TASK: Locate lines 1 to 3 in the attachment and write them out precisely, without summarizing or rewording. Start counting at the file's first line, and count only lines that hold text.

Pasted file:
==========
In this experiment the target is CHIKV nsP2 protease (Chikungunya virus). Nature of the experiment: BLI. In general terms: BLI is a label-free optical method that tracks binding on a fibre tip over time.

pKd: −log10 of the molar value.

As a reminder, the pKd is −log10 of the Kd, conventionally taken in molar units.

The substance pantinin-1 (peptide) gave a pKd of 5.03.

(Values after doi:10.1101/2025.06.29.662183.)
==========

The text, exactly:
In this experiment the target is CHIKV nsP2 protease (Chikungunya virus). Nature of the experiment: BLI. In general terms: BLI is a label-free optical method that tracks binding on a fibre tip over time.

pKd: −log10 of the molar value.

As a reminder, the pKd is −log10 of the Kd, conventionally taken in molar units.